Chickens, Run (and other exciting news)

 

We interrupt our regularly scheduled post to bring you this special, late-breaking announcement.

 

"Houston, we have liftoff."
“Houston, we have liftoff.”

MY BOOK IS LIVE! AT HOME ON THE KAZAKH STEPPE has launched, left the doorsill, flown the coop, left the nest. (are there others?)

 

A Book Launch Party — for those of you in the area, and any others who’d care to travel — is set for my local Danville, VT library on Sunday, August 17. RSVP to my FB invite if you can join us.

 

After hearing me talk about this book for the past year and a half, you can finally access it at Amazon here. Paperback, eBook, and Large Print books are available.

Apple iBooks and B&N are good to go too.

 

I’ll be updating my At Home on the Kazakh Steppe website page over the next week and adding more pictures to the slide show already there. Do stop over and take a look.

 

Now, back to our regularly scheduled programming.

 

 

CHICKENS, RUN (my apologies to John Updike) 

 

We lost four of our layer chickens over the past week. But THE GOOD NEWS is:

 

It is NOT our dog.

 

As a puppy, Sasha was quite bad with the ducks we raised then. Not aggressive, but just as dangerous in her playful, “I’ll show you who’s boss” assertive, domineering, and (yes, sometimes) downright in-your-face annoying way. When we brought two-month-old Sasha home, the ducks were full-size, gloriously statuesque adults, and they had roamed freely around the property for two years, conscientiously attending to their bug-patrol duties.

 

But Sasha was determined to dominate them and, not knowing her own strength, drew blood.

 

We built a pen.
For the ducks.

 

Sasha’s assertiveness quickly became a boon to us. Over the years, she’s succeeded in scaring away from our property meandering bear, moose, deer, wild turkey, rabbits, squirrels, and chipmunks. All with equal ferocity. We don’t see much wildlife anymore. Hummingbirds still come.

 

With the bear, I must add, she had one quite different behavior. She would hop up in the air, as she charged forward, barking furiously and making herself bigger. She was impressive. Her first try was with a mama bear and her two cubs. The cubs ran off into the woods and the mama turned toward the approaching noisy dog and watched her for a bit. We held our breath, aware there was nothing we could do if the bear decided to knock off Sasha. Finally, just before Sasha reached her, the mama bear turned and ambled off into the woods after her cubs. Sasha stopped at the woods edge, then came running home when we called her. We were impressed.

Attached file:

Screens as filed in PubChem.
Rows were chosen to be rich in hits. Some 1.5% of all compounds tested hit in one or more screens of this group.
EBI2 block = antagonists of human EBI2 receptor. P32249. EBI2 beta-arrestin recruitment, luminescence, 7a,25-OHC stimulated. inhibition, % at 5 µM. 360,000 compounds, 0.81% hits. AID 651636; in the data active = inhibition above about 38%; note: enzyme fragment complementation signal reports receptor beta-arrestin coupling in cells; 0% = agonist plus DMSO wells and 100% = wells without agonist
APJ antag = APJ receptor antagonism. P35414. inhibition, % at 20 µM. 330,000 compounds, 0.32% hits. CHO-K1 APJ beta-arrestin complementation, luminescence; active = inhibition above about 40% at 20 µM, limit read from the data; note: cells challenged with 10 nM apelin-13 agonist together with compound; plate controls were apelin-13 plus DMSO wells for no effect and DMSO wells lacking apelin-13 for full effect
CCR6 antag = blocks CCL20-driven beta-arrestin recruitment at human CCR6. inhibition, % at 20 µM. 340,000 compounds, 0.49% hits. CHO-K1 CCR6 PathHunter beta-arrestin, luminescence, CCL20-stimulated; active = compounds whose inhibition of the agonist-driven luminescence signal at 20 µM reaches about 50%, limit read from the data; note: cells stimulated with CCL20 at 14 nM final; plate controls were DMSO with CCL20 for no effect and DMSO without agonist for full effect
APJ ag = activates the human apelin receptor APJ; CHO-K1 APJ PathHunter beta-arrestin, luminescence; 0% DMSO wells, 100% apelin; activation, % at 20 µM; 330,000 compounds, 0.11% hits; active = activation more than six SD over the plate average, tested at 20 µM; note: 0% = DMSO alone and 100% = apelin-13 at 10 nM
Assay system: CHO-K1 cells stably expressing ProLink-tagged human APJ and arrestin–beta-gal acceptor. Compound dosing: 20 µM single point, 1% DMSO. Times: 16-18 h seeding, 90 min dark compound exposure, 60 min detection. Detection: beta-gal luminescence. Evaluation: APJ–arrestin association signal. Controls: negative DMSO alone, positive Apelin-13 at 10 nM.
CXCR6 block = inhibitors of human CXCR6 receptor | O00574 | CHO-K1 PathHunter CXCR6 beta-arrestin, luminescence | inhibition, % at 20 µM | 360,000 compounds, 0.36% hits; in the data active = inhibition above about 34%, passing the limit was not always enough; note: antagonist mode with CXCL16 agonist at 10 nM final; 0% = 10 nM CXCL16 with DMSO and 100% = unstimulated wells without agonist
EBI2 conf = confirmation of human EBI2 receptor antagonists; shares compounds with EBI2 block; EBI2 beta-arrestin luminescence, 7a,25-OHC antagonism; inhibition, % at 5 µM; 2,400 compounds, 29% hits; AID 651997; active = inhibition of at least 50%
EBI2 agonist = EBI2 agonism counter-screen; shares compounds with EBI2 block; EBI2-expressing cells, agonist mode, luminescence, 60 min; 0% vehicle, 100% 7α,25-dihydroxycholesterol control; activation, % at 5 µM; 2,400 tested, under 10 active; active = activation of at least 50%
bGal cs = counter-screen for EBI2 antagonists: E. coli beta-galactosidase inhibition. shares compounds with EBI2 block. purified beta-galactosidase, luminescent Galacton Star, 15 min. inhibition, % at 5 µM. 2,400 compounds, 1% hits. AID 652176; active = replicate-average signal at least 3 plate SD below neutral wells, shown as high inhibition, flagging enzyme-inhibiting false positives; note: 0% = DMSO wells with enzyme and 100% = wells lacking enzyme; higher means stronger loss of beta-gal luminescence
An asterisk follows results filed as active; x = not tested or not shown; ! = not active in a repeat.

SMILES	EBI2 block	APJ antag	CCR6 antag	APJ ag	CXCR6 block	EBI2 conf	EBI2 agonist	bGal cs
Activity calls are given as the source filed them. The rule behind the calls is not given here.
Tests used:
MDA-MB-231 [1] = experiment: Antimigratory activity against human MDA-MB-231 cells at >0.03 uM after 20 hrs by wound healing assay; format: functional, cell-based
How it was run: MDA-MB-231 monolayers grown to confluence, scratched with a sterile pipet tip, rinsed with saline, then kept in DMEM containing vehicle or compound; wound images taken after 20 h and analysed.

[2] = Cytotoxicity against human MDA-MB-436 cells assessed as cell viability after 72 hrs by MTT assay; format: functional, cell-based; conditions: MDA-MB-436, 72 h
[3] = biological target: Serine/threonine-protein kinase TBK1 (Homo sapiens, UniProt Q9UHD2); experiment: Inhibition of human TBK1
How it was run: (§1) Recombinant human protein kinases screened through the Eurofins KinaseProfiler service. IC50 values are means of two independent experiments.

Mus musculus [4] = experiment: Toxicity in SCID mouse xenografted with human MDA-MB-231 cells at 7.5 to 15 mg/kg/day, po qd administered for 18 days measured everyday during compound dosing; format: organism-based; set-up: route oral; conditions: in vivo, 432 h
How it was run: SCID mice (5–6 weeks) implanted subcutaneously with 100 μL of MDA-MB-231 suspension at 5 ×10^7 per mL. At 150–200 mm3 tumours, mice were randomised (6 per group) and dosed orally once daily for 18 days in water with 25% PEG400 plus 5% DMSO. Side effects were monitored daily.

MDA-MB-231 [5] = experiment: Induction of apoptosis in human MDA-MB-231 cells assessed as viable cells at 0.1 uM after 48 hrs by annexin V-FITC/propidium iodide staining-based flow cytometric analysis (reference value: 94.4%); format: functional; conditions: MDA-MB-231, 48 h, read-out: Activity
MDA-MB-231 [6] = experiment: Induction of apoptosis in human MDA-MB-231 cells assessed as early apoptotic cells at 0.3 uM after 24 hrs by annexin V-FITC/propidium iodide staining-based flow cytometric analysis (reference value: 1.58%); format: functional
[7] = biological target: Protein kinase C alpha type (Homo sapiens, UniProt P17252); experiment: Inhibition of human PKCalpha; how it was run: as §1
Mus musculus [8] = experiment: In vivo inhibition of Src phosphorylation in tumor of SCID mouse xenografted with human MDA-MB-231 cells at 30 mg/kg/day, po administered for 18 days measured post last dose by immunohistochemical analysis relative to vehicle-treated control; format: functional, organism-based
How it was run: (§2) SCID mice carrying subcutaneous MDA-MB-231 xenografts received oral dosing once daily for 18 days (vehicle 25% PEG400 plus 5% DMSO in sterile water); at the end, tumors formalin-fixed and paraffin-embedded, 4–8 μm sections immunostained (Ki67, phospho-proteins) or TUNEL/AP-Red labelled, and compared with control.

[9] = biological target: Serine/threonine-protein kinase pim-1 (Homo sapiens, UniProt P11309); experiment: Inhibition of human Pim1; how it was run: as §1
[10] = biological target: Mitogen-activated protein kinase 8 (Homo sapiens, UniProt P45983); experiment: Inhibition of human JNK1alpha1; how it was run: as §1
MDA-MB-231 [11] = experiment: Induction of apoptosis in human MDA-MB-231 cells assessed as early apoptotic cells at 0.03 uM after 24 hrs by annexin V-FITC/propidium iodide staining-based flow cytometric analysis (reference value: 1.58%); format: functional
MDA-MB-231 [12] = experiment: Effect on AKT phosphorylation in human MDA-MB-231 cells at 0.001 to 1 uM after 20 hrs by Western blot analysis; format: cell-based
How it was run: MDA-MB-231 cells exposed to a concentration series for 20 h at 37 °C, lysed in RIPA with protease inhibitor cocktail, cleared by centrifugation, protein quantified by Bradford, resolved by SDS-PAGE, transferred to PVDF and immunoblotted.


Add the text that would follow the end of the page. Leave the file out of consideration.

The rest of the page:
The last of our ducks moved on to greener hills last fall and this spring we brought home thirty two-day-old chicks.

 

 

Thirty miniature dinosaurs making themselves at home.
Thirty miniature dinosaurs making themselves at home.

Sasha, now a mature four-year-old, met them slowly, carefully, and gingerly. She was curious. I was determined. But, as the days and weeks went by, I felt confident that we had reached détente.

 

We understood each other, Sasha and I. She knows the tone of my voice and I read her body language well. She’s rarely away from my side.

 

Once the miniature dinosaurs lost their chick feathers (at about one month) ten white meat birds, ten black and white Barred Rock layers, and ten brown and white Golden Comet layers showed themselves.

 

The meat birds got their own inside pen, so I can control their feed. The layers, eventually, finally got used to going outside, and earning their keep (eating bugs), as I wrote about in an earlier post, Sitting on the Doorsill.

 

As they did so, I ignored the two gates on the outdoor pen, expecting, by leaving them open, that the chicks would feast on an ever-widening menu. I gave Sasha free roaming privileges too.

 

And, I got complacent.

 

Last week, one of the Barred Rocks didn’t come back when I closed them in for the night. We chalked it up to the hole we’d found in the fencing and the thunderstorm that rolled through that night. We patched the hole.

 

Then, Saturday, during dinner with my stepson and his friend, my husband noticed Sasha inside the pen, poking at something with her nose, as though perhaps eating it. The next thing I saw was Woody walking back up the hill from the pen, with a dead Golden Comet dangling in his hand by her feet. That’s what Sasha had been poking at.

 

“And there are Barred Rock feathers all around down there too.” Woody reported.

 

Self-reproach ran high. How could I have been so foolish? My little experiment in peaceful coexistence, mutual understanding (dare I say “across cultural borders?”) wasn’t going to change thousands of years of instinct.

 

That night, as I rounded up the remaining layers for the night, I counted only sixteen: two more Barred Rocks were gone. Two! Now Sasha was looking greedy.